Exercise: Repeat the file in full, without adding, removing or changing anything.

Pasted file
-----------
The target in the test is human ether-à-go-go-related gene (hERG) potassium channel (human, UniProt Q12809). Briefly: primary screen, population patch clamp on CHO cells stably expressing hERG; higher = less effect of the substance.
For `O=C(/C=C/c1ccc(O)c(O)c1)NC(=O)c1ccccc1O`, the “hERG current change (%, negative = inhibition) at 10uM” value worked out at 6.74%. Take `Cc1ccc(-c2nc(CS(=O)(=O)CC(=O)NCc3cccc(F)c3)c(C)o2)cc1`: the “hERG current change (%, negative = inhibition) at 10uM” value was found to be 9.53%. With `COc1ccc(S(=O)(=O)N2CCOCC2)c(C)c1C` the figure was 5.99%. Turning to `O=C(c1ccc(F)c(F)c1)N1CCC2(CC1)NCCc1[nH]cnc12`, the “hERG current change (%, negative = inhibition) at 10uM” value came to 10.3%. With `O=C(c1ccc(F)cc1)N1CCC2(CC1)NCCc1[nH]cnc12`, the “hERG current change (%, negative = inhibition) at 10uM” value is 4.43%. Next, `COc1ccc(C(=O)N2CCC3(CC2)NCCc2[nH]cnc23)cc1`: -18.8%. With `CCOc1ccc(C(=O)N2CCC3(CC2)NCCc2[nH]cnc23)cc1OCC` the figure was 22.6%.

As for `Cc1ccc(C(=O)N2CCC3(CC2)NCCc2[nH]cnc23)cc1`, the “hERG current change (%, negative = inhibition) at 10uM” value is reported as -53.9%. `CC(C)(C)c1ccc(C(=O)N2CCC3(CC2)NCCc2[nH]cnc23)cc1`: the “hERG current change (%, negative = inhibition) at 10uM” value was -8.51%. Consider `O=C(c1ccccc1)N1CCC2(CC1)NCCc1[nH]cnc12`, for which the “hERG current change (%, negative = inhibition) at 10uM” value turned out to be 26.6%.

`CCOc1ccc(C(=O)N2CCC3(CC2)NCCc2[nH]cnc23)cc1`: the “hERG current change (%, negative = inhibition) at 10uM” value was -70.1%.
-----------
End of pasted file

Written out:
The target in the test is human ether-à-go-go-related gene (hERG) potassium channel (human, UniProt Q12809). Briefly: primary screen, population patch clamp on CHO cells stably expressing hERG; higher = less effect of the substance.
For `O=C(/C=C/c1ccc(O)c(O)c1)NC(=O)c1ccccc1O`, the “hERG current change (%, negative = inhibition) at 10uM” value worked out at 6.74%. Take `Cc1ccc(-c2nc(CS(=O)(=O)CC(=O)NCc3cccc(F)c3)c(C)o2)cc1`: the “hERG current change (%, negative = inhibition) at 10uM” value was found to be 9.53%. With `COc1ccc(S(=O)(=O)N2CCOCC2)c(C)c1C` the figure was 5.99%. Turning to `O=C(c1ccc(F)c(F)c1)N1CCC2(CC1)NCCc1[nH]cnc12`, the “hERG current change (%, negative = inhibition) at 10uM” value came to 10.3%. With `O=C(c1ccc(F)cc1)N1CCC2(CC1)NCCc1[nH]cnc12`, the “hERG current change (%, negative = inhibition) at 10uM” value is 4.43%. Next, `COc1ccc(C(=O)N2CCC3(CC2)NCCc2[nH]cnc23)cc1`: -18.8%. With `CCOc1ccc(C(=O)N2CCC3(CC2)NCCc2[nH]cnc23)cc1OCC` the figure was 22.6%.

As for `Cc1ccc(C(=O)N2CCC3(CC2)NCCc2[nH]cnc23)cc1`, the “hERG current change (%, negative = inhibition) at 10uM” value is reported as -53.9%. `CC(C)(C)c1ccc(C(=O)N2CCC3(CC2)NCCc2[nH]cnc23)cc1`: the “hERG current change (%, negative = inhibition) at 10uM” value was -8.51%. Consider `O=C(c1ccccc1)N1CCC2(CC1)NCCc1[nH]cnc12`, for which the “hERG current change (%, negative = inhibition) at 10uM” value turned out to be 26.6%.

`CCOc1ccc(C(=O)N2CCC3(CC2)NCCc2[nH]cnc23)cc1`: the “hERG current change (%, negative = inhibition) at 10uM” value was -70.1%.